Privacy and Security

Today’s increasingly digital economy couldn’t prosper without rules that generate trust and security across the entire value chain. To this end, DIGITALEUROPE’s Privacy and Security Working Group works on ensuring that the European data protection and cybersecurity frameworks can strike the right balance between protection and innovation.
The advent of the General Data Protection Regulation (GDPR) provides an opportunity for the EU to take stock of stringent new rules that will have a lasting impact on Europe’s economy and society. DIGITALEUROPE works to ensure that implementation of the GPDR and data-driven innovation can work in parallel.
At the same time as the GDPR comes into full force, Europe is proposing sweeping changes to its ePrivacy rules that largely ignore the solutions detailed in the GDPR. Wrongly believed to be just about ‘cookies’, the new ePrivacy Regulation would actually cover a very vast array of services and devices; that’s why the rules need to be flexible and risk-based along the lines of the GDPR, rather than perpetuating old rules for traditional telecoms services.
With an increasing number of online activities and services, the digitisation of industry and a rising number of connected devices (the Internet of Things), the role of cybersecurity has become even more crucial. For DIGITALEUROPE, ensuring cybersecurity, from critical infrastructures to consumer devices, is an imperative. The European Commission has proposed a Cybersecurity Act creating a harmonised EU market for cybersecurity certification schemes. DIGITALEUROPE is working to ensure that the proposal guarantees high industry participation and involvement and relies on market-adopted global cybersecurity standards.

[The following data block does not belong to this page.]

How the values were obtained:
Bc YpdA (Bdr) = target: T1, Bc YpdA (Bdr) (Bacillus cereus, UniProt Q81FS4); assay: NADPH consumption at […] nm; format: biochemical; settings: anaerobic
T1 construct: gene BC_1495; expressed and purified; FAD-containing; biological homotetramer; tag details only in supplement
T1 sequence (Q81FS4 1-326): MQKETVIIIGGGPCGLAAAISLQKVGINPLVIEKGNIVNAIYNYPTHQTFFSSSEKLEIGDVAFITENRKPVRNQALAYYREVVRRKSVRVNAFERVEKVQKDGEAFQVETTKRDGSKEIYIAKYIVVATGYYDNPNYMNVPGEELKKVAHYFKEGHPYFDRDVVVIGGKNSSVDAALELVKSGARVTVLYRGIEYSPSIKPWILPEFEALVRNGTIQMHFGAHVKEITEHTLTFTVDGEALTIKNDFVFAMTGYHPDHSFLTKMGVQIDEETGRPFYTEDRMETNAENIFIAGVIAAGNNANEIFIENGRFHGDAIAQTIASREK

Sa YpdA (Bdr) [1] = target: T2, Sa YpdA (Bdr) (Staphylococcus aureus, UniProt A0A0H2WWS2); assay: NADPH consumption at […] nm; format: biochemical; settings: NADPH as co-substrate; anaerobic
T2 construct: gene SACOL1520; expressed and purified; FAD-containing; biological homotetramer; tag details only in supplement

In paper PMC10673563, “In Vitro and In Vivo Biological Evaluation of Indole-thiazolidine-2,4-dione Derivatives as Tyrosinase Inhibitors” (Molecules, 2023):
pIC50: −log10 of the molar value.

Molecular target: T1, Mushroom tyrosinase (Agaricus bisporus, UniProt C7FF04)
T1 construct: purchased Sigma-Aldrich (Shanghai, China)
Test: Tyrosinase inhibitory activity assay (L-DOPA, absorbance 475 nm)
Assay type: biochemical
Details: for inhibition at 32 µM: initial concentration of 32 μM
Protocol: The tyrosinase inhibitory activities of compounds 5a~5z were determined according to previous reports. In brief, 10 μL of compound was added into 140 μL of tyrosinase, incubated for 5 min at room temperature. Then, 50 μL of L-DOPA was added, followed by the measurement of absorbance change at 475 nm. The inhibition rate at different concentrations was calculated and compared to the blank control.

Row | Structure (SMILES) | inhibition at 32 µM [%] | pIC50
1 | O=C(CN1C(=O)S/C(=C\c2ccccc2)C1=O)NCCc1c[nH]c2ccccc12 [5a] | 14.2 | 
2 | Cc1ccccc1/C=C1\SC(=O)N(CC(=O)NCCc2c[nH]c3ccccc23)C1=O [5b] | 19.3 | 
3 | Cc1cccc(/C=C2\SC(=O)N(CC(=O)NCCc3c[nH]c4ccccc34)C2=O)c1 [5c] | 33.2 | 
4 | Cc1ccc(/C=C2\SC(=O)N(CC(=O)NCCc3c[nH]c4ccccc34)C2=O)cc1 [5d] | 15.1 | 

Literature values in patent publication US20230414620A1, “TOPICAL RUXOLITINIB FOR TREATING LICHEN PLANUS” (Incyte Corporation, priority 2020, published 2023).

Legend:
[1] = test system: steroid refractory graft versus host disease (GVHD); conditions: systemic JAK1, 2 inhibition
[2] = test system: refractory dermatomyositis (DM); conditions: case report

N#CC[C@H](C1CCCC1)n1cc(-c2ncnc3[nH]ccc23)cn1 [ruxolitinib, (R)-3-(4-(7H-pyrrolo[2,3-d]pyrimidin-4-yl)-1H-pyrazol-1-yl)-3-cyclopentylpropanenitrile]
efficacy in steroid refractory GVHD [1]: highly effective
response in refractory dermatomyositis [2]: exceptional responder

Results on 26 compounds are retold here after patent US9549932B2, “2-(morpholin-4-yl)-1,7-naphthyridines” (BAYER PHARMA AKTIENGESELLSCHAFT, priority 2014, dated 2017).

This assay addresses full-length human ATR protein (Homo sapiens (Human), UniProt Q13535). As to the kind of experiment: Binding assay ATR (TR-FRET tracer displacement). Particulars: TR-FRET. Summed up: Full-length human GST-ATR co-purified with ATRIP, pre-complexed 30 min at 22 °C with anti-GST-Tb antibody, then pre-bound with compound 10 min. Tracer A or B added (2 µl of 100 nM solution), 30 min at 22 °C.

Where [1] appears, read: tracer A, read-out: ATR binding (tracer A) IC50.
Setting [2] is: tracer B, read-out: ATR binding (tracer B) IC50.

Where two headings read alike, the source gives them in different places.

DIGITALEUROPE members take their responsibility to maintain the safety, security and privacy of millions of users in the EU seriously, particularly when giving access to electronic evidence in criminal matters. The European Commission’s e-evidence proposal aims to develop a consistent and harmonised approach to law enforcement authorities’ data access requests in the EU. In an interconnected world, where conflicting laws arise across different countries and regions, DIGITALEUROPE is working to ensure that Europe delivers a framework that can respect sovereignty and increase overall privacy protection around the world.

For more information please contact:

Alberto Di Felice
Senior Policy Manager

Iva Tasheva
Policy Manager